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The new album from DOOM is called Born Like This, a nod to a line from Charles Bukowski’s post-apocalyptic poem, “Dinosauria, We.” The poem, rife with the kind of imagery that only genius could fabricate, appears on “Cellz” in the middle of this new album, quickly reinforced by DOOM’s sometimes apocalyptic encryptions.

MF DOOM is a genius in his own right. His style of rapping is infectious and his rhymes tend to be train-of-thought sentence fragments with multiple layers of meaning and references. He goes off like a shotgun on everything from license plate color schemes to dual ominous connotations in the aforementioned “Cellz.” Cells are the building blocks of nature, ripe for disease, and the rooms where prisoners do their time.


Apart from his lyrical genius and the syncopation of his flow that essentially turns his voice into a part of the percussion, the cats he drags in with him tend to be some of the dopest. He has worked with Seattle’s own Jake One on White Van Music, Madlib, (another local) on the Madvillainy collaboration, De La Soul, and his pedigree goes way back to Grand Puba and Sadat X. For this album, executive produced by (surprise!) Seattle native JDilla, DOOM brings in Ghostface Killah, a long praise-heavy answering machine message from Freddy Foxx, Kurious, Empress Starhh Tha Femcee, and probably the best single flow I have ever heard from Raekwon (who kills it on “Yessir!”). Along with the inimitable Bukowski, Danger Mouse, and the folks who produce Comedy Central’s Adult Swim, DOOM’s alliances are among the most eclectic in any medium. Hip-hop is born of the mix-up, of reference, and DOOM is the reigning champion of the proverbial left field, where the wildest shit comes from.

All that said, this album is not the best DOOM album I’ve ever heard. He’s got a proven track record, and a long list of albums, but this album doesn’t gel as well as Madvillainy, nor incite riotous laughter like DangerDoom. I missed his last album, MM FOOD, and his recent EP with Ghostface Killah and J Dilla, but Born Like This just doesn’t have the urgency of some of DOOM’s earlier work. He settles into his flows later on the album, and honestly could do away with three or four of the early tracks without losing much. BLT seems as if it were formulated to achieve the same effect as earlier work without pushing the boundaries so much. Weird production and odd, old-sounding snippets of dialogue? Check. DOOM’s incredible repeater-rifle raps? Check. The mask? Check.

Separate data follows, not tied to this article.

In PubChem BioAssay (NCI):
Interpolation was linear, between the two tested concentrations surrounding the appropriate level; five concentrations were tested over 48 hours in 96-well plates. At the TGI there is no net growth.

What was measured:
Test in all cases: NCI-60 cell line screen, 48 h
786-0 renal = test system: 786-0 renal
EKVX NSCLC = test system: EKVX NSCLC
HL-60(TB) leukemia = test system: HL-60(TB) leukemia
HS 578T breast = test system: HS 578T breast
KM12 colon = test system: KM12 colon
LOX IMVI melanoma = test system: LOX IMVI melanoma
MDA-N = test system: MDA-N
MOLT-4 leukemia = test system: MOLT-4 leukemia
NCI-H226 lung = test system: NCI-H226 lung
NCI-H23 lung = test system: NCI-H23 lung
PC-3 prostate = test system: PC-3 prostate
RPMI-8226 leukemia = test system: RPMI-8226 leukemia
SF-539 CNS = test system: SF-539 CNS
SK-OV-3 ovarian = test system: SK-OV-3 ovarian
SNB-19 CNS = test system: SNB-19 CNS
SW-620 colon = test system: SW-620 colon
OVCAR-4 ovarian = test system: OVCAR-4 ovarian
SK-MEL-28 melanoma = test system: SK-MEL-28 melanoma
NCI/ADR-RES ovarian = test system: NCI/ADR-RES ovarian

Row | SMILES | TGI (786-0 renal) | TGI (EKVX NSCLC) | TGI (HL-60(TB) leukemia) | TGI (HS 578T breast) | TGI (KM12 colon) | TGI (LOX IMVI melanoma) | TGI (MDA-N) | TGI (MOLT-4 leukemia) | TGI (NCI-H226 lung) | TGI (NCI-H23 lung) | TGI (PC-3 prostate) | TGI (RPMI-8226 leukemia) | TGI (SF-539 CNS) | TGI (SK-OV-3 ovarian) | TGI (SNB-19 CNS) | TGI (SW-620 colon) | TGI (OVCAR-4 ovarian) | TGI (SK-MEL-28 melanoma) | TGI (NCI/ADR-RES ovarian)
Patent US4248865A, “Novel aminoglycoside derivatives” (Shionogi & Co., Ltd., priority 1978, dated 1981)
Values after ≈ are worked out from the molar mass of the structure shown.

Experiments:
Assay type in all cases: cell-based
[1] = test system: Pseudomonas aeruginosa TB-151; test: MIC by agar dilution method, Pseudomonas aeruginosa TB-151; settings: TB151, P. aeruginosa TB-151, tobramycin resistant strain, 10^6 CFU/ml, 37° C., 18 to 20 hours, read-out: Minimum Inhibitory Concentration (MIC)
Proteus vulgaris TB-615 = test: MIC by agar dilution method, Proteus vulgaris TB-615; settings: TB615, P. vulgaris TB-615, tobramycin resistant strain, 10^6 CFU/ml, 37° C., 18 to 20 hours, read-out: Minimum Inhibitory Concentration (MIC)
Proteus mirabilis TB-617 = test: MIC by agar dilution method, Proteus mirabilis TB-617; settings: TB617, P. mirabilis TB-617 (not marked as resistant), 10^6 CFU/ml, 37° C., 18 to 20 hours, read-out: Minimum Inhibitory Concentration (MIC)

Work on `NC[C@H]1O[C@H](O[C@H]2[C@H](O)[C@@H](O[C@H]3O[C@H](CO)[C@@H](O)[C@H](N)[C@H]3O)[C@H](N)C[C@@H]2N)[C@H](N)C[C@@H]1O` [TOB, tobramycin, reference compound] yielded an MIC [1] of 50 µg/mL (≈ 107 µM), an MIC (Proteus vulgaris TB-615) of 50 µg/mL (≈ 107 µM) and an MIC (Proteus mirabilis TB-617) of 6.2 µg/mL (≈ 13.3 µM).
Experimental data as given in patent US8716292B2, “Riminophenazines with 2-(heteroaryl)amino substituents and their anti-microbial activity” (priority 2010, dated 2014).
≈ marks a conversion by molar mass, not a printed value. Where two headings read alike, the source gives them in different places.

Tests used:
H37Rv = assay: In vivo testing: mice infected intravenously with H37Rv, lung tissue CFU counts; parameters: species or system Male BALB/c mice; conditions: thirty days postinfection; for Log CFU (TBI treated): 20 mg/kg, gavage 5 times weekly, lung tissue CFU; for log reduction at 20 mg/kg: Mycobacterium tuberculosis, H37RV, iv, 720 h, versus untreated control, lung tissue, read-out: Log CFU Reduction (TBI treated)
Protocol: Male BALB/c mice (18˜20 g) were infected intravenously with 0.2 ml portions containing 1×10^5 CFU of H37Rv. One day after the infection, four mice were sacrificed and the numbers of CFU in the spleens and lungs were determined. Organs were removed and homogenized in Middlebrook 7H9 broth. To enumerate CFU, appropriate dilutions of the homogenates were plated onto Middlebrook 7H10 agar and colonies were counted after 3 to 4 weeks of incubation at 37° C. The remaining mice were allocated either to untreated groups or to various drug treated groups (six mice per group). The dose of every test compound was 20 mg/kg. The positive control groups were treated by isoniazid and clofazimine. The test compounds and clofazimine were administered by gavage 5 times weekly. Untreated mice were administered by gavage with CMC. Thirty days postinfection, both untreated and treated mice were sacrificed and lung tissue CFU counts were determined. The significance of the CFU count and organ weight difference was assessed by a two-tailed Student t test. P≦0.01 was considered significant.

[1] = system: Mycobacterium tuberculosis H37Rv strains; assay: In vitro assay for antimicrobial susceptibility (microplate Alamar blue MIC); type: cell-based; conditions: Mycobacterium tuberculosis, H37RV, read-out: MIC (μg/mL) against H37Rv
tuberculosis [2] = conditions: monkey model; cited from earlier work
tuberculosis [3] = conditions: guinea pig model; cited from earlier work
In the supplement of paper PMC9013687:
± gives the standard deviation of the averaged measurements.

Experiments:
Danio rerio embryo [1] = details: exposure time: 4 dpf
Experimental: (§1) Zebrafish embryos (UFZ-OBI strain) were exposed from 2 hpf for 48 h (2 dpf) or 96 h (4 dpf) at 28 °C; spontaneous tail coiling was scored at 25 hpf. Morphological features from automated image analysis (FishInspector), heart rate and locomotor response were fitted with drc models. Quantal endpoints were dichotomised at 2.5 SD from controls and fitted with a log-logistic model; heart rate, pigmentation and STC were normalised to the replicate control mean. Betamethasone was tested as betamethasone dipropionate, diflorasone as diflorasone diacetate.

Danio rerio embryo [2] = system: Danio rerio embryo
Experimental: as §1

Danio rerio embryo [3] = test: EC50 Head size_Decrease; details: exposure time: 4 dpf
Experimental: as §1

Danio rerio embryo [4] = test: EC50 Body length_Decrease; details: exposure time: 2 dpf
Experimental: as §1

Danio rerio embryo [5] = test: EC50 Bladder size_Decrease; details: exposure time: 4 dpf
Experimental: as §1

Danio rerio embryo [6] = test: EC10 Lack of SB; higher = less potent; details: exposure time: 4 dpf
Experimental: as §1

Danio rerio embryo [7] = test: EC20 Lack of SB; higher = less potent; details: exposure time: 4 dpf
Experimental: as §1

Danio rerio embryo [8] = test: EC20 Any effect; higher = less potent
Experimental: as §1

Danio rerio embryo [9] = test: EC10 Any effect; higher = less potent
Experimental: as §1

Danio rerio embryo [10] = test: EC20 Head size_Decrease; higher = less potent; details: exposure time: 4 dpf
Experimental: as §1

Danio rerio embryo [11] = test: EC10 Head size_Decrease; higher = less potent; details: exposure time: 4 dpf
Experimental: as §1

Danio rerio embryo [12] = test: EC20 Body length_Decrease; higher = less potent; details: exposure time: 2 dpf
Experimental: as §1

To make things worse, there’s a fag-bashing song, “Batty-Boys,” which is a great song, but the content seems below him. This from the “Rhinestone Cowboy,” from he who “hold heat and preach non-violence?” There’s no shortage of homo-hatred in hip-hop and in black culture in America, and granted, the song seems to be more about DOOM’s problem with specific persons, but it’s still a fag-bashing song. Whatever you feel about it, it’s worth a listen and if it pisses you off, then at least you can’t say that nobody warned you.

The best thing about a DOOM album is that even a mediocre DOOM album is a good listen. “Yessir!” and the verbal lightning bolts thrown by Raekwon, the trippy production of the somehow frightening “Lightworks,” the old-school MF DOOM verbal cold-cock of “More Rhymin’” and the super-hero panache of some bona fide rap superstars on “Supervillainz” are sure to throw DOOM fans in favor of this album. For those unfamiliar with Metal Fingers aka Viktor Vaughn aka DOOM, it’s a good introductory course, but you’ll want to dig those talons deeper if you love raw rap. Solid if not distinguished among DOOM’s greater works, maybe this one was “for the feta,” as announced on “Supervillain Intro.” But just like fine cheese, it gets better with age: after repeated listens the album starts to come together. Give it a few spins before you pass judgement.

Photos courtesy of the DOOM Myspace page

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